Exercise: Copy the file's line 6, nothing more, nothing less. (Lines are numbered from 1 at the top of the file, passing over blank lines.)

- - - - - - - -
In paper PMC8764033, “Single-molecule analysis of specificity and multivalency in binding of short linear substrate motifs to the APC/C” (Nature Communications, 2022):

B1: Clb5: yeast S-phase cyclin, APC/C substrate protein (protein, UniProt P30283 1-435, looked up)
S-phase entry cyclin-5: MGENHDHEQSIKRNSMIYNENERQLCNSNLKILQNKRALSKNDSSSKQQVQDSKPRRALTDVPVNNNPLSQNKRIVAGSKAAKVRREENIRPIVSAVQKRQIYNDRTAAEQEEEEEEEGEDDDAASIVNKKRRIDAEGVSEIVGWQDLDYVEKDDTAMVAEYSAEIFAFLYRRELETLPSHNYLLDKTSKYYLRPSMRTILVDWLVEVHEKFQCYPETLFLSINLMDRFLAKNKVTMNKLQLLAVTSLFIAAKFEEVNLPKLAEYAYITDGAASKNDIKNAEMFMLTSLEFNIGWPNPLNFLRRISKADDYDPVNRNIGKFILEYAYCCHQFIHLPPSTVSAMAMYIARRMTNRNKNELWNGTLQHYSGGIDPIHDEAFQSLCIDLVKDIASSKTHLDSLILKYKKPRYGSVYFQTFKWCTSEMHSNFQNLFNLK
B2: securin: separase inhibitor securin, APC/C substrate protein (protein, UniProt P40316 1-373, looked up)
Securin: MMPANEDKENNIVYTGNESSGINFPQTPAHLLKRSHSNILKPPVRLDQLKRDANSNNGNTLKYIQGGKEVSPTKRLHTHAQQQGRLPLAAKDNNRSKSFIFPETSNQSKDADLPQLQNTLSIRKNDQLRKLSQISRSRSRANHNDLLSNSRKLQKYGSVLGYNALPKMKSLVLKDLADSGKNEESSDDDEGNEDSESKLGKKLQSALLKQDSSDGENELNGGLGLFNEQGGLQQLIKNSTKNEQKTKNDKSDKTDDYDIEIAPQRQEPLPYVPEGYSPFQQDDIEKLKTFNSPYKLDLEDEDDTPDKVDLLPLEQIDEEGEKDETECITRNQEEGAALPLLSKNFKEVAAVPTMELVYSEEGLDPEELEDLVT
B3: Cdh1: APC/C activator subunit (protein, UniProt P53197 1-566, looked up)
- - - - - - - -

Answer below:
B3: Cdh1: APC/C activator subunit (protein, UniProt P53197 1-566, looked up)